The most iconic thing about measles is the rash — red, livid splotches that make infection painfully visible.
But that rash, and even the fever, coughing and watery, sore eyes, are all distractions from the virus’s real harm — an all-out attack on the immune system.
Measles silently wipes clean the immune system’s memory of past infections. In this way, the virus can cast a long and dangerous shadow for months, or even years, scientists are finding. The resulting “immune amnesia” leaves people vulnerable to other viruses and bacteria that cause pneumonia, ear infections and diarrhea.
“The virus preferentially infects cells in the immune system that carry the memory of previously experienced infections,” [virologist Rik] de Swart says. Called memory B and T cells, these cellular protectors normally remember threats the body has already neutralized, allowing the immune system to spring into action quickly if those threats return. After a measles infection, the numbers of some types of these memory cells dropped, creating an immune amnesia.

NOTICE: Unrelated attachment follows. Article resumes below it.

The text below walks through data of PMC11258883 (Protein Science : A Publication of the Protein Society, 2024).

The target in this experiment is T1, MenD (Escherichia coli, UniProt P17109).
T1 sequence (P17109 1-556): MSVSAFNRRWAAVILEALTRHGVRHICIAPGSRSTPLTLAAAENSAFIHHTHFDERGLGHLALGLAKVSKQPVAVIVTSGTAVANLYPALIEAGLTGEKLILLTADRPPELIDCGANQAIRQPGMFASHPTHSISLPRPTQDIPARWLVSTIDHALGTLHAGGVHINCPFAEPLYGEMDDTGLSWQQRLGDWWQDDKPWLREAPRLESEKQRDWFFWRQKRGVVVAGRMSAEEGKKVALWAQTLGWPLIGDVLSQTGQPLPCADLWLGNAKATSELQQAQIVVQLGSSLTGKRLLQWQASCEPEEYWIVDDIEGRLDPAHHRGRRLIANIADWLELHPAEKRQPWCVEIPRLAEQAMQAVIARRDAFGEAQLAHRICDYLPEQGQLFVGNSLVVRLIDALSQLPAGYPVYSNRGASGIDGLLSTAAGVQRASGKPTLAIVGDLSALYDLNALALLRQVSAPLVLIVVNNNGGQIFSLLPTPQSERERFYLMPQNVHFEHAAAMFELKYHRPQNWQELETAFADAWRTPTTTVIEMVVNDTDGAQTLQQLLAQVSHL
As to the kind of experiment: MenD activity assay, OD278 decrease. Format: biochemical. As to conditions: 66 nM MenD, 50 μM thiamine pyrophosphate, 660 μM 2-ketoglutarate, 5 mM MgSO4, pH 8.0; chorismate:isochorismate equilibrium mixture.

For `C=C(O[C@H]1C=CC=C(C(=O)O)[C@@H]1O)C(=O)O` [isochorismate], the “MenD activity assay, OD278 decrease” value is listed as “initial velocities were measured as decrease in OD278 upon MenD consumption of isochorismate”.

The immune system might take months, or even years, to bounce back from this memory loss.
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